If you are reading this blog, then I know that you have an interest in Honduras and its future. So I want to encourage you, no, I challenge you, to sponsor just one child on a monthly basis. Its not expensive, $25.$35. per month. Collectively, just imagine how many lives could be made brighter!!

Below are links to some charitable organizations in Honduras. Check them out and help make 2007 a year of promise for some needy children. You'll be glad you did!

Bilingual Education for Central America

Helping Honduras Kids

Olancho Aid Foundation

Trujillo Christian School

World Gospel Outreach

The above list is by no means comprehensive. If you know of a worthy organization that is not mentioned, please feel free to list it in my comments section.

Regardless of each of our own personal circumstances, we are all more fortunate than the poor children in Honduras. So please take a few moments and reflect on what you are able to do, and then do it!!

Sunday, January 14, 2007

Health Insurance

My wife and children just got health insurance. They opted for one provided by the Honduras Medical Center. You can only get service at this hospital and one in San Pedro Sula, which is fine with us, since these are the most advanced hospitals right now. The cost for both of my kids is Lps. 330 /month for each one and for my wife Lps. 625/month. Any person over 45 is charged Lps. 985/month and needs to get an extensive physical test done. All others are exempt. The cost of the test is Lps. 1,500. For the first 3 months you are only covered if you have an emergency. From months 3-12 you are covered for routine doctor visits. After the first year you are covered for pretty much any disease that was not pre-existent, except diabetes, which is covered if it is diagnosed after the 2nd year. Then, you are pretty much covered for any treatment if it is available in Honduras. You pay Lps. 100 per doctors visit (usually about Lps 500) and then you get a 60% discount on lab work and medications.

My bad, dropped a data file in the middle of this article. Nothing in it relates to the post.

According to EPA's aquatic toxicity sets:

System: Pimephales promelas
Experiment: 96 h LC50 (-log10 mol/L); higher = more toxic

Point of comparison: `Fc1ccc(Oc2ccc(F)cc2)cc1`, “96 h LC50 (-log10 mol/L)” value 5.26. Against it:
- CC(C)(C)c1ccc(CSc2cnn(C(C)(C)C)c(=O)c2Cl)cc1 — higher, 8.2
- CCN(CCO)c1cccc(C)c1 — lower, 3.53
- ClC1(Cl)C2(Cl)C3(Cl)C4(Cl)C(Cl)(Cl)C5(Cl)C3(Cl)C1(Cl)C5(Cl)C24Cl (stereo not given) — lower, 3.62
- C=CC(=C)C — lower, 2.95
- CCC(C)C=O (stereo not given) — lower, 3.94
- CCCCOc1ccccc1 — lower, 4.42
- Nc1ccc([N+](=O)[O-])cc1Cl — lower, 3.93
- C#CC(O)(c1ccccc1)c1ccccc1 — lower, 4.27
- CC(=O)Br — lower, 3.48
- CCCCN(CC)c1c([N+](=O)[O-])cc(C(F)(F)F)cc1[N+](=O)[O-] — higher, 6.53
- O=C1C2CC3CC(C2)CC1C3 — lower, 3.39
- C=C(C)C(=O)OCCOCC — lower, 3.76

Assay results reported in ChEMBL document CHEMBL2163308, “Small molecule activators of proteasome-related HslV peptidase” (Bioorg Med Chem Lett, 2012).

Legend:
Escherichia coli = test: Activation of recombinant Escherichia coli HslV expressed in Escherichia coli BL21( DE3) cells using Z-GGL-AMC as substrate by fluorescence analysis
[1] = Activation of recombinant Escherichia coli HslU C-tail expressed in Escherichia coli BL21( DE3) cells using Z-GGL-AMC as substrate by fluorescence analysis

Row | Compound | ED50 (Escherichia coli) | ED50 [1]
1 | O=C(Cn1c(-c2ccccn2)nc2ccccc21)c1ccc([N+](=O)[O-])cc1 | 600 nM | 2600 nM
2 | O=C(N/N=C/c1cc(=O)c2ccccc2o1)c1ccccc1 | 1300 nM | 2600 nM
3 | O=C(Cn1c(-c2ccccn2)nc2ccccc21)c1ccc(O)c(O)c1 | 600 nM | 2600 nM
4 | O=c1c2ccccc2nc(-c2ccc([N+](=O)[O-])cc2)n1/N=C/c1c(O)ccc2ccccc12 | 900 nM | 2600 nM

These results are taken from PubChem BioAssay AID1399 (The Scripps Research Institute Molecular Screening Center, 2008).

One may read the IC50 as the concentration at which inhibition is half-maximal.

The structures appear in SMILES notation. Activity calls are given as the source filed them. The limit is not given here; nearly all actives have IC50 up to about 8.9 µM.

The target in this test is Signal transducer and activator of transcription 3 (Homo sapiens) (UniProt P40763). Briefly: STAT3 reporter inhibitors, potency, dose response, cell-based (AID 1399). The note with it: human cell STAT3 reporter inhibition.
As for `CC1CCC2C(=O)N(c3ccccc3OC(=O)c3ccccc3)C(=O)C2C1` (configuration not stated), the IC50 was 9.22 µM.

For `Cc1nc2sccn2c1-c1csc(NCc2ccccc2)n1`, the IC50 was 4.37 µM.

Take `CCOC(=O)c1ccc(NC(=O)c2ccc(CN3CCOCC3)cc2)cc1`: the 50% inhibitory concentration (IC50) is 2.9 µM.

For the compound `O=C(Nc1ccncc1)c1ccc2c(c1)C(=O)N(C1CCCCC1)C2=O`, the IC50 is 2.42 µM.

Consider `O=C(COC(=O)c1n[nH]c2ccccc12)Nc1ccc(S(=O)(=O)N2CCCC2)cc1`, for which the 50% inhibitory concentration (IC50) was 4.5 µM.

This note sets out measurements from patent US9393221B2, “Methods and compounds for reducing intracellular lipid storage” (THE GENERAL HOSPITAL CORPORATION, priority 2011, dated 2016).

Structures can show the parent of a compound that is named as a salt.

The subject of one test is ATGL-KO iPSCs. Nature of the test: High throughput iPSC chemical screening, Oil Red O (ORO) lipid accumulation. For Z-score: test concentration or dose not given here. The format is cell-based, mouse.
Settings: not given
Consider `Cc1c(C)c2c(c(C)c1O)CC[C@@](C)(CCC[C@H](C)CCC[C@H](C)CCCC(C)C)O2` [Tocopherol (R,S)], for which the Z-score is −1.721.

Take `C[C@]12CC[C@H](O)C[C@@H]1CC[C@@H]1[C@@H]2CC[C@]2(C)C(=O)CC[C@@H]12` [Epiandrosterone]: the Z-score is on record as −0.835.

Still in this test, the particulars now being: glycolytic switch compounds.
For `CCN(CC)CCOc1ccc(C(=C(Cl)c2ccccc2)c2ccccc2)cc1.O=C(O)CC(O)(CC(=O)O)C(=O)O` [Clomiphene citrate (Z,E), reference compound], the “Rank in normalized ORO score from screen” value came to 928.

One drawback is that you are automatically dropped from coverage when you turn 75.